When asked to explain how they know a class will be good, their answers didn’t contain any surprises. Yet these answers brought home, once again, important things to remember. Be passionate, for it is contagious. Show your students why you are interested in the course material and why it is important for them to know it. Be organized and make sure your syllabus reflects this and provides specifics. Use language that is appropriate for undergraduate students – they made it clear that they recognize you are smart. You don’t need to tell them that. What they need from you is empathy and the ability to help them learn. Provide ways for students to make connections and see the relevancy of this content, otherwise they think it is just “mumble jumble.” Make learning active. As one student noted, “I loved going to his class. The topic wasn’t really my thing, but I had to take the class. The professor taught what he needed to teach in ways that helped me remember. It wasn’t just how he went over the material, for we did activities that helped to illustrate principles.”


Thumbnail image for Thumbnail image for ThreeStudents.jpgPowerPoint was almost a sore subject. Comments like “a bunch of slides will make a student pass out” and “sometimes I can’t help it, but I fall asleep with PowerPoint” made us think. Dr. Maughmer asked, “Is it PowerPoint or is it PowerPoint used badly that causes you such angst?” The trouble is that far too often the students find it misused. One student added, “A lot of students don’t fall asleep on purpose. There has to be some kind of effort made to keep us engaged.” They all pretty much confirmed that if the professor is just there reading the slides, the students have checked out.


Another issue that distracts students is lack of communication from their professors. Not all that is taught comes easily to the students and they need help when the material is tough. Several suggested that it helps when an instructor acknowledges that the material is tedious and one succinctly remarked “don’t pretend it is the best and instead be candid when it is dry.”  Another student added faculty should try to be honest by saying “we are going to go through this with as little pain as possible. You need to learn this.” Dr. Maughner remarked that “brain biology results in our minds needing a little rest every 10 or 15 minutes.” He peppers his students with distractors when he feels he is beginning to lose their attention. If you wonder what happens when a grasshopper goes into the bar, stop by one of his classes. His intention, to help the students reflect and think about what they have just learned before they move on, seems to work since it gives students a bit of a mental break before they have to continue with the complex processing. And a little laughter seems to help keep students engaged.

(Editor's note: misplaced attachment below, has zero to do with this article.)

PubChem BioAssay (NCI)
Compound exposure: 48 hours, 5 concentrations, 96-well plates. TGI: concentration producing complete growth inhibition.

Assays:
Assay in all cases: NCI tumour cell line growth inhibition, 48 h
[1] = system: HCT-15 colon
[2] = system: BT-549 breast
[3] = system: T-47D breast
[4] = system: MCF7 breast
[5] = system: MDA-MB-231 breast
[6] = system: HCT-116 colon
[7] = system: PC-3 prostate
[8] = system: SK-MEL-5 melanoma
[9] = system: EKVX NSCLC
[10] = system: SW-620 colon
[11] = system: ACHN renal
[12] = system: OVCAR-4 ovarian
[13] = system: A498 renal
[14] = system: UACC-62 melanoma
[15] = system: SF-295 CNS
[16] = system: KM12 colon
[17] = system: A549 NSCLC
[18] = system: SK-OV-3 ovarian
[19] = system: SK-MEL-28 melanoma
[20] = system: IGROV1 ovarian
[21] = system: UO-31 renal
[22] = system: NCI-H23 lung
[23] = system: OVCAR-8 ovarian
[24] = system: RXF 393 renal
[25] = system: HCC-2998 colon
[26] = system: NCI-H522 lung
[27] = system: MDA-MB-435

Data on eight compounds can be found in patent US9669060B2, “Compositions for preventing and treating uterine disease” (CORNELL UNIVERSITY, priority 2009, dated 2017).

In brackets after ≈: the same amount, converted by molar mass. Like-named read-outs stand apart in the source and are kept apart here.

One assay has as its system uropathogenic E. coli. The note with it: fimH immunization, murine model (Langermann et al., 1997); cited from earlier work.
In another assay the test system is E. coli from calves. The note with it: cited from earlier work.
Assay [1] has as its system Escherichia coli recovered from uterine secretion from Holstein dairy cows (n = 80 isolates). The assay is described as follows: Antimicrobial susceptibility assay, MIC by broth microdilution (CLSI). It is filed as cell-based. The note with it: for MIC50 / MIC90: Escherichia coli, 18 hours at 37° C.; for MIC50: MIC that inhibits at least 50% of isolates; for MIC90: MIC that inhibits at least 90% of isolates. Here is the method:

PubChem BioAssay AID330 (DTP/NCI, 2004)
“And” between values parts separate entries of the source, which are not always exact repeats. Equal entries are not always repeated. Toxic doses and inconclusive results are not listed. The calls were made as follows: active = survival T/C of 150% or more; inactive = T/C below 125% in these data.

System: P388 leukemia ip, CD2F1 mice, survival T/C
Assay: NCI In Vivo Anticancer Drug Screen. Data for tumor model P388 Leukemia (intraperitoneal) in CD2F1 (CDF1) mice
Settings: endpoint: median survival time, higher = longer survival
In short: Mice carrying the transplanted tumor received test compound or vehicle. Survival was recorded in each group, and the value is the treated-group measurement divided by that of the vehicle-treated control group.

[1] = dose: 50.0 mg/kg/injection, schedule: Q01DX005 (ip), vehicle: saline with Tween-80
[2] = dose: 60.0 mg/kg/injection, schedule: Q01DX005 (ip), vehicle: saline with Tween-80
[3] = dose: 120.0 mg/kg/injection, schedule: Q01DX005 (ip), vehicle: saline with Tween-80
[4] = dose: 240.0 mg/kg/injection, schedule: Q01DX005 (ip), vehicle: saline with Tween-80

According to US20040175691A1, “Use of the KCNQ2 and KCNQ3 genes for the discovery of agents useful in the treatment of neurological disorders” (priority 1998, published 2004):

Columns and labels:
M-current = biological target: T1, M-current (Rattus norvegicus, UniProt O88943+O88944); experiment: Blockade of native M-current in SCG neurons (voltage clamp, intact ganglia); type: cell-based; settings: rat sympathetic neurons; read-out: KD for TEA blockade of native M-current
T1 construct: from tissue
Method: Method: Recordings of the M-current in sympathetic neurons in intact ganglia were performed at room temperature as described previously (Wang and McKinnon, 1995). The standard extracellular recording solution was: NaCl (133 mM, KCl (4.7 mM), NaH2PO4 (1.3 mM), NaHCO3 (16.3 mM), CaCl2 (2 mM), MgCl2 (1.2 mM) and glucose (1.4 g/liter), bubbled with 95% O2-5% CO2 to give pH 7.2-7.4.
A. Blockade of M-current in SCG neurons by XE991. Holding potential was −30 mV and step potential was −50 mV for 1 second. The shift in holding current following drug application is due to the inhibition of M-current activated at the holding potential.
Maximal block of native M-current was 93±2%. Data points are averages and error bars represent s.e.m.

One dilemma discussed was the role of the professor and the textbook. One of the panelists vehemently wants professors to structure the class just like the textbook. This student only goes to class if it is mandatory because he finds “I am one of those who doesn’t go to class. I read the textbook and that works for me.” He claims that as a self-motivator, he doesn’t need a professor to help convey the textbook and that his approach is efficient. Ironically the student sitting next to him had taken a class with him where both of them had made A’s, yet this student always went to class and never reads the textbook. For him, it is the professor who will make or break a course. Their pronounced preferences helped us to think about the differences in our students and recognize that one size doesn’t fit all.